The use of drugs or alcohol seizes the developmental growth of the cognitive aspect and pleasure center of the brain causing individuals suffering with this disease to lack emotional maturity and endure psychological distortions.

To better understand the part of the brain that is affected by the disease, is to become aware of the 5 reward pathways (Serotonin, Gabba, Opioid, Dopamine and Adrenaline) that are involved in the brains pleasure center. From the time of birth these neurotransmitter pathways are deficient which leads to a Reward Deficiency Syndrome that attacks the cognitive parts of the brain, and or the frontal lobe.

  • Hypersexual Behavior
  • Risk Taking
  • Compulsive Eating

When the Deficiency Syndrome impacts the frontal lobe the following; behaviors develop as a result:

  • Oppositional Defiant Disorder
  • Inattention Demotivation Risk taking
  • Chemical Dependency
  • Impulsivity
  • Lack of Self criticism

When Chemicals such as Serotonin and Dopamine Levels are imbalanced either organically or biologically the following disorders have the potential to develop:

  • Aggression
  • Depression
  • Mania
  • Panic Attacks
  • Irritable Bowel Syndrome (IBS)
  • Anxiety
  • Phobias
  • Sleep disorders (somatization)
  • Immune Disorder

When the Reward Deficiency Syndrome goes unrecognized and untreated overtime it manifests into the many facets of addiction that we see in individuals in our community today.

  • Addictive Behaviors
  • A lcoholism
  • Drug Abuse
  • Gambling

Through my own personal journey in recovery and working directly with families impacted by the disease of addiction, I have seen them reach and find solace in speaking to men and women who have experienced recovery and who helped explain to the family’s what addiction is from the addict’s point of view.

My perspective on addiction and my understanding of the disease as it relates to my recovery is viewed as a “3 part diseasemental, physical and spiritual.”“There are some people who just have a physical allergy (dependency); which means when the drugs or alcohol enter their body they react in a way similar to someone who has an allergy to food (i.e. peanuts or shellfish) which can be lethal.” In my mind (psychologically) the more I used the more unmanageable my life became but I couldn’t see that through my eyes. When I used drugs it would affect my mind in ways that were uncontrollable. I use compulsively and had obsessive thoughts about using; this pattern of behavior- using compulsively, obsessive thinking and impulsive decision making became the center of my daily living.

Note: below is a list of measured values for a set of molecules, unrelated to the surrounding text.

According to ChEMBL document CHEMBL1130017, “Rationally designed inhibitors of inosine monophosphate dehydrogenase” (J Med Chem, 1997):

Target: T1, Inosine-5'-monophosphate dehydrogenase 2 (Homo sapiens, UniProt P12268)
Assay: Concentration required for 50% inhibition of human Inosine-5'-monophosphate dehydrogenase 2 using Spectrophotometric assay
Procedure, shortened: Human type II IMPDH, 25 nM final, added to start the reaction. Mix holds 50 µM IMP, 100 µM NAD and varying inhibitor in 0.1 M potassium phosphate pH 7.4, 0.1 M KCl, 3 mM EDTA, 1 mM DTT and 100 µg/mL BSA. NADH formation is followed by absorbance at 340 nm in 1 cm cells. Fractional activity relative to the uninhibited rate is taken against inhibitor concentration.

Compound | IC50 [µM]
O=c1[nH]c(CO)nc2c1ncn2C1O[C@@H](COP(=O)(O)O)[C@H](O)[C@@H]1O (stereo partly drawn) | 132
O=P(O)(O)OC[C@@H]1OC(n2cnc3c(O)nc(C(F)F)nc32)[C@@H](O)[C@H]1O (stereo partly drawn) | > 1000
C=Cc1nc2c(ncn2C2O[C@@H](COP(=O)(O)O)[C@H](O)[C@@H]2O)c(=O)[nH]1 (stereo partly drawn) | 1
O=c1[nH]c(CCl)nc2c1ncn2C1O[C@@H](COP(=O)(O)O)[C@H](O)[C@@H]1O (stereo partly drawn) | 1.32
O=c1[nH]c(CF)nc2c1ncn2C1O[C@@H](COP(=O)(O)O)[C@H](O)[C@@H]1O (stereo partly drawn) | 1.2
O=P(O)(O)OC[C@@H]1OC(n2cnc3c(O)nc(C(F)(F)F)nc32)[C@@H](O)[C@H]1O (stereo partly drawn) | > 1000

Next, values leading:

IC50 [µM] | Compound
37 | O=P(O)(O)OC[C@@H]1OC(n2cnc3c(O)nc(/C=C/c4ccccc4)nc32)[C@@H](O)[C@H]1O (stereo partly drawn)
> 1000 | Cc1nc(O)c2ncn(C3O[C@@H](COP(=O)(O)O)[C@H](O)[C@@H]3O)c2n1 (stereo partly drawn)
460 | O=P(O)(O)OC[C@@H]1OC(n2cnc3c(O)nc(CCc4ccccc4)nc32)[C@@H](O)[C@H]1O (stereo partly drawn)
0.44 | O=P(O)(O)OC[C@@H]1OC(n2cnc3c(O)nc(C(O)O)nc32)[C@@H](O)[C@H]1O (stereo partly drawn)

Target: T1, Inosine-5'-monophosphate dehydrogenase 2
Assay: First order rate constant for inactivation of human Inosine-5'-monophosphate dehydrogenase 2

The Benefit to entering treatment is to gain knowledge and awareness of the disease of addiction, combined with the 12 step recovery program offered through Alcoholics Anonymous opens the door and one’s eyes to a whole new world of fellowship, sponsorship, and spirituality. The 12 Step principles of Alcoholics Anonymous is the foundation of my spirituality and relationship with my higher power as I understand him. The 12 Steps of AA, the fellowship and obtaining a sponsor helped walk me through real life experiences into sobriety by holding me accountable and showing me how to change my negative attitudes and behaviors. This helps tremendously to sustain a healthy, spiritual journey in one’s recovery today.